More a thematic sequel than a direct one, the movie picks up after the second Donner film, Superman having been away from Earth for about five years, in which time, the world, and more specifically Lois Lane, have moved on in his absence. Hence, you know, “the return.” Now, while much of the movie is about the damaged relationship between him and Lois, it operates on a significantly larger scale and emotional context. In the world of the super-cool X-Men, angst-ridden Spider-Man, and acceptably psychotic Batman, some will argue that Superman’s purposefully optimistic idealism is an outdated model that people just have no use for anymore. That the new breed of “hero” is successful not because of what they’re supposed to represent, but because their intense emotional baggage closely matches our own. Which is a definite possibility,
and more a commentary on the jaded audience than the actual material, but thankfully, Superman Returns skillfully addresses that criticism by both accepting it and rejecting it, almost in the very same breath.
Despite the obvious drama, the technical bells and whistles, the rousing score, at its core, the movie is really about Superman fucking up, and doing everything he can to fix his mistake. Instead of admitting his feelings to the woman he loves, he flies off into space, and then comes back years later, expecting everything to be the same. It’s completely selfish, yet refreshingly human, especially from a character whose alien nature is emphasized each time he takes to the sky. Superman’s need to connect with people, from those closest to him, to those he’s committed himself to saving, is the emotional backbone of the piece, and that’s an idea almost anyone can relate to. The ultimate payoff is a massive, massive spoiler, that my mother was able to figure out from one of the trailers, but that pushes the title character and the franchise into the future, and gives the inevitable sequels an excellent starting point.
Visually, it’s an absolute beast, every set piece and image is just massive, and the effects are pretty fantastic. Brandon Routh’s performance is also another highlight, and despite some suspicion about his casting, Singer was absolutely right in saying this actor gave him everything he needed for the role. Routh’s Clark Kent borrows heavily from Christopher Reeve’s undeniable contributions, the clumsy and purposefully bumbling disguise at constant work, but his Superman is surprisingly confident and self-assured, which makes up for his somewhat young appearance. He’s much bigger on screen than in the initial promos and production photos, and once the movie gets crankin’, there is no question that he IS the Man of Steel. Naturally, most of the frames belong to him, but the supporting cast does well too, where they aren’t a bit underutilized. Spacey’s Luthor is appropriately menacing, though there’s a little more Hackman than I was expecting, and Kate Bosworth, while not an absolute slam-dunk as Lois, isn’t offensive by any means. You can accept that Supes might be off his game over this woman, certainly a lot easier than you could with Margot Kidder. Could just be me though. James Marsden finally gets some love after fading into the background in two X-Men flicks, and fading into nothing in the last one.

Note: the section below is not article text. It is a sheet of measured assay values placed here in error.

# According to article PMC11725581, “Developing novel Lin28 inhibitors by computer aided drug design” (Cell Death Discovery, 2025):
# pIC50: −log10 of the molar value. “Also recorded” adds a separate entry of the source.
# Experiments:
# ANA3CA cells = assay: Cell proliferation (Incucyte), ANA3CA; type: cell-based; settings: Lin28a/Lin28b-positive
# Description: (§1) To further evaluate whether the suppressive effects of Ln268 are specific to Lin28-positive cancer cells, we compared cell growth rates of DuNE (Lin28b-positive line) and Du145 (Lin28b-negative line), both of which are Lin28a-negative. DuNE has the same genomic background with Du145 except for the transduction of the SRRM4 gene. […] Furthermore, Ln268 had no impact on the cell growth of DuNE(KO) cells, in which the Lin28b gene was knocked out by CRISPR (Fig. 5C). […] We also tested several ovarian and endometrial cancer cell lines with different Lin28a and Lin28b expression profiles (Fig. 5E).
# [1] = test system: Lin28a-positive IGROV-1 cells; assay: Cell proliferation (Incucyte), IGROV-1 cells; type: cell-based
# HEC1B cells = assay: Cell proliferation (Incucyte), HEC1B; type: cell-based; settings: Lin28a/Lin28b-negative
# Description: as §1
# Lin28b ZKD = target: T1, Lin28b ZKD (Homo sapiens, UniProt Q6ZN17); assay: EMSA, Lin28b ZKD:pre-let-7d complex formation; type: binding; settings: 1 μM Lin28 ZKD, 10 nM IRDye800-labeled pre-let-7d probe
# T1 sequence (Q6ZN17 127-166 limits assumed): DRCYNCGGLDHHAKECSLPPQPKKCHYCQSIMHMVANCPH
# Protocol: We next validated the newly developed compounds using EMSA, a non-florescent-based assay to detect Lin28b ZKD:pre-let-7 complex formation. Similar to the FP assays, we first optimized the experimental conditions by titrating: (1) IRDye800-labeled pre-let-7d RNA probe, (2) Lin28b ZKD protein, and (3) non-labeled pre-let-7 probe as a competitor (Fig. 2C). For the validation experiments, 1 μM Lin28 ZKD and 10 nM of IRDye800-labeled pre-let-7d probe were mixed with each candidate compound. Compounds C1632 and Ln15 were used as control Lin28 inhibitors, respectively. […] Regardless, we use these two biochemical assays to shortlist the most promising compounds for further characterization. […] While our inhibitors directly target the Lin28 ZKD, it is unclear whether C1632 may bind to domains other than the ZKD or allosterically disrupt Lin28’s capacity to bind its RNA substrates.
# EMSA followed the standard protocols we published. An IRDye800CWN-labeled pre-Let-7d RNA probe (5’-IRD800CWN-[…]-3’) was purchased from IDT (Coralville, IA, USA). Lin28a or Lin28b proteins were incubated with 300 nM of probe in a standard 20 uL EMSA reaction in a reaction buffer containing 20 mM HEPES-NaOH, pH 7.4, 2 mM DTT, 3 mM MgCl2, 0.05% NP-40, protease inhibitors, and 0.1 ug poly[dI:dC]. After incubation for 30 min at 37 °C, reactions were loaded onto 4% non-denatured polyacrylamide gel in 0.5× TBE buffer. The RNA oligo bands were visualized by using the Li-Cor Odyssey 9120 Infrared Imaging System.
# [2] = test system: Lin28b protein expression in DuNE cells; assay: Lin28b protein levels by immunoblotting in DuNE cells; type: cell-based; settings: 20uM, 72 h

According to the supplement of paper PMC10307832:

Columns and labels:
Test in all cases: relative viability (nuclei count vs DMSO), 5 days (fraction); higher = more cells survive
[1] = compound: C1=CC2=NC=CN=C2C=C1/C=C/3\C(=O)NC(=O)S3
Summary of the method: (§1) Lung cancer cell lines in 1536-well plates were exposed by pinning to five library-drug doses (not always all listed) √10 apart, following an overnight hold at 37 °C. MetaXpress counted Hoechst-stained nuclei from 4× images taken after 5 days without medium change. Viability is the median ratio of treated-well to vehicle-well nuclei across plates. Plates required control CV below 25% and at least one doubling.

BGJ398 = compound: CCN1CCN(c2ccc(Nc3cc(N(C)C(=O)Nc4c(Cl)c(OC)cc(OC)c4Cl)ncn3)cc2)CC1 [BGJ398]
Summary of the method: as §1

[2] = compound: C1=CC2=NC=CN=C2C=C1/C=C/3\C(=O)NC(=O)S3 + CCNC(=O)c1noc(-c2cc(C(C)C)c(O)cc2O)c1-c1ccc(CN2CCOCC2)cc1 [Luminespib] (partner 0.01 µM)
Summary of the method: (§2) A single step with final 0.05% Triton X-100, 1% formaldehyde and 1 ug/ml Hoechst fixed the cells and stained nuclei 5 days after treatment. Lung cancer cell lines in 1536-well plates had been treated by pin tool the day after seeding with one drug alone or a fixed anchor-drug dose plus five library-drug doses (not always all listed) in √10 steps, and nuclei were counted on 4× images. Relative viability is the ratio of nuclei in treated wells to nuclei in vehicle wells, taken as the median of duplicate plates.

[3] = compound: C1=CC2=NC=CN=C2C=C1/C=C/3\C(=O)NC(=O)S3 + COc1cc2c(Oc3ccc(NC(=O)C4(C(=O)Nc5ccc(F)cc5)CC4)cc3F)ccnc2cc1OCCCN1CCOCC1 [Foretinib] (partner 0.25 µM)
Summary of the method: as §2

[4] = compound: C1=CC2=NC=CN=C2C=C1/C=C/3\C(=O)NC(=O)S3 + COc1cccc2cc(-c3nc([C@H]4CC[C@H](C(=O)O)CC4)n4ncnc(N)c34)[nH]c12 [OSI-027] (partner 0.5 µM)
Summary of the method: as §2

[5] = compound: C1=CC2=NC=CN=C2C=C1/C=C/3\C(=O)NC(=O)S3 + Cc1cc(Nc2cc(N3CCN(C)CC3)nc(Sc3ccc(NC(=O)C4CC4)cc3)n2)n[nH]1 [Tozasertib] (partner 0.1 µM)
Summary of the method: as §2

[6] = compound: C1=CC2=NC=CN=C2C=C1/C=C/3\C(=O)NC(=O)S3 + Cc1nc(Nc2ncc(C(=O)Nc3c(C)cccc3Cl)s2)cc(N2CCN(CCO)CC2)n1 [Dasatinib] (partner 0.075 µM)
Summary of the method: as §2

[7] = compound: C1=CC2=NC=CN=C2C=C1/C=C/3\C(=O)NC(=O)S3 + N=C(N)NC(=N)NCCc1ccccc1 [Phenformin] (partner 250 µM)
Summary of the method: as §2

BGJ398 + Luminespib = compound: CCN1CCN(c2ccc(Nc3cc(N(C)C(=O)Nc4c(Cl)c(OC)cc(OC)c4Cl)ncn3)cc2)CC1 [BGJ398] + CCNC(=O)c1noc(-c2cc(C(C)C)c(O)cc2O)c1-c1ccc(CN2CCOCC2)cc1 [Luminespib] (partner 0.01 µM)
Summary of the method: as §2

So, imagery and humanity are the primary draws, and while the airplane rescue has been hailed by almost everyone, I’m surprised there isn’t more appreciation directed towards the climax, where Superman does something that feels ripped from an issue of
All-Star Superman. A real Superman moment, of pure strength and raw determination that simply cannot be matched by any other on-screen superhero. And that has nothing to do with the Kryptonite element, and everything to do with making the impossible somehow routine. Not exactly spinning the Earth backwards, which was cute, but I was happy to see something of similar scope, and modern technology definitely suits the character, because even his flying scenes and the choreography involved, bring a sense of real wonder to the screen.
With my second viewing, the entire thing felt even stronger, and one of my main quibbles, the running time, wasn’t nearly as noticeable. I’m not a huge Superman fan to begin with, so I’m surprised I found so much to love about it, but it’s nearly as grand and expressive as Singer intends it to be. Like much of its comic-based brethren, there will be a few necessary nips and tucks to get things hittin’ every single beat, but if the very obvious and overwhelming difference we witnessed between movies in the Spider-Man and X-Men franchises happens here as well, Superman is in an incredibly good cinematic place. Which is quite an accomplishment, given how long he’s been away from theatres, the level of competition out there, and the very high margin for error. If there’s any justice (or good taste) left, this will eventually climb to be the highest-grossing comics movie of the summer.